Violence against long-term care staff ‘normalized’
Violence against staff working in long-term care facilities—including physical assault, verbal abuse and sexual harassment—has become “normalised”, according to a new University of Stirling study.
The research provides a fresh insight into how violence is emerging as a significant risk factor in the day-to-day experience of staff employed in the sector—and how the majority of incidents go unreported due to fear of reprisals.
The study focused on facilities in Canada, however, the authors believe their findings could help inform future prevention strategies for long-term care communities across the world.
The work was conducted by Dr. Jim Brophy and Dr. Margaret Keith, of Stirling’s Occupational and Environmental Health Research Group, and Michael Hurley, of the Ontario Council of Hospital Unions / Canadian Union of Public Employees.
“The health and wellbeing of healthcare staff reflects the health of the system itself,” Dr. Brophy said. “There is widespread recognition that the public healthcare system in Canada—as in other countries around the world—is facing a deepening crisis, with working and residential care conditions at breaking point.
“This study adds new evidence and confirms previous scientific investigations that suggest violence is a significant risk factor in the day-to-day experience of long-term care staff. We found that physical and verbal abuse, as well as sexual harassment, have been allowed to become normalised within these work environments.”
The research team conducted group interviews with 56 staff at seven long-term care communities—including three large urban centres with a broad demographic—in Ontario, Canada, between 2016 and 2018. Support workers and registered practical nurses provide the majority of hands-on care in the facilities, with most of those women.
The study aimed to identify workers’ perceptions of the risk factors for violence against staff in the long-term care environment; the impact on staff subjected to violence; prevention strategies that could be adopted to reduce the incidence and harmful effects of violence; and barriers to prevention efforts, as well as to mitigating the effects of violence.
Workers reported that immediate violence against staff is typically caused by resident fear, confusion and agitation. They also cited a number of underlying causes, such as understaffing, the impersonal task-driven organisation of work, inappropriate resident placement, and inadequate time for emotional and social care. Concerns were also raised that—due to a lack of time and resources—staff are often unable to meet all of the care needs of the residents.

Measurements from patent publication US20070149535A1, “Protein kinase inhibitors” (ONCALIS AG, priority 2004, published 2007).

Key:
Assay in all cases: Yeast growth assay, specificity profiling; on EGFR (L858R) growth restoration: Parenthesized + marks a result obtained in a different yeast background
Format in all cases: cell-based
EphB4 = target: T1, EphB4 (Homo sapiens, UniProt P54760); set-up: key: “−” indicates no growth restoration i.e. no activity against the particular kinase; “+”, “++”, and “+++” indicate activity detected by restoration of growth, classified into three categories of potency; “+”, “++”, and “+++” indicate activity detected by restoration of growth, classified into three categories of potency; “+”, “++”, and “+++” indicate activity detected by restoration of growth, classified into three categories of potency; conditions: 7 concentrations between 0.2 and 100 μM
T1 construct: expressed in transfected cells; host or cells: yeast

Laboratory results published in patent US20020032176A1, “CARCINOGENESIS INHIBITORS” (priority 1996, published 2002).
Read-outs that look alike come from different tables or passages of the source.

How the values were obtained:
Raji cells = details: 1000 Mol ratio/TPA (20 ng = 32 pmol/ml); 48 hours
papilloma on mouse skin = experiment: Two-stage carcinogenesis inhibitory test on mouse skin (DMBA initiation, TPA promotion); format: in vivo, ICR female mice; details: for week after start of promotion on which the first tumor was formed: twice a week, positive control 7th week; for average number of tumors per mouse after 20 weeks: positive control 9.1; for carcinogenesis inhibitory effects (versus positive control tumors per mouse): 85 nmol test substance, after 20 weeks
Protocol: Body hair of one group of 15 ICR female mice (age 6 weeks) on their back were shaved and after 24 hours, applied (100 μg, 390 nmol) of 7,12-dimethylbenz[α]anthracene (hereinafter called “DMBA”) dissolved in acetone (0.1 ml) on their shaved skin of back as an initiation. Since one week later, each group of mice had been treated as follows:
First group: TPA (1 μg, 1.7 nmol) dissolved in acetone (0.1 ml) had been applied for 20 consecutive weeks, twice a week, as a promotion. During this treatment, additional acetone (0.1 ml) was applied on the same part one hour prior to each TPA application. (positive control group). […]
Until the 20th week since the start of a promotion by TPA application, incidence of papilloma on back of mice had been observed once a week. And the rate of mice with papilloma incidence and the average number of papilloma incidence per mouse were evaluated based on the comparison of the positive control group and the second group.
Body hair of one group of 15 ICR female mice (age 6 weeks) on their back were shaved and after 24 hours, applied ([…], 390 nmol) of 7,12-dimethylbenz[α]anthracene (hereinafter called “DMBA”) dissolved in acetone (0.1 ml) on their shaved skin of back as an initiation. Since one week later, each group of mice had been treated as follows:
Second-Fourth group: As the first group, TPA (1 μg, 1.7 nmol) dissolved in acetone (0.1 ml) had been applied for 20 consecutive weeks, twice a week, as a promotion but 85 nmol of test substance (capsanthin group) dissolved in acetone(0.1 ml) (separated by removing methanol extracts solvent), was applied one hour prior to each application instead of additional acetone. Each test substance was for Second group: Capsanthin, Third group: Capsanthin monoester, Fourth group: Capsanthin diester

The study revealed that workplace violence has an adverse impact on workers’ own health and wellbeing—causing injuries, unaddressed emotional trauma, job dissatisfaction and burnout.
Ultimately, participants saw workplace violence as symptomatic of an institution that undervalues both its staff and residents, the study found.
It also identified several barriers to preventing violence against staff, including: insufficient training and resources, systematic underfunding, a lack of recognition of the severity and pervasiveness of the phenomenon, and limited public awareness.
One participant explained the problems faced when reporting the violence they had experienced: “I asked to be excused from caring for someone who was punching me on a daily basis and causing bruising. My supervisor actually said to me: ‘This is part of your job.'”
The research found that incidents of violence and verbal abuse remain largely unreported because staff fear reprisals from their supervisors if they speak out.
“Such working conditions leave care providers feeling frustrated and demoralised, resulting in significant stress and burnout,” Dr. Keith said.
The paper proposes a raft of reforms, based on the experience of those interviewed, that could improve the working and living conditions of staff and residents in long-term care facilities.
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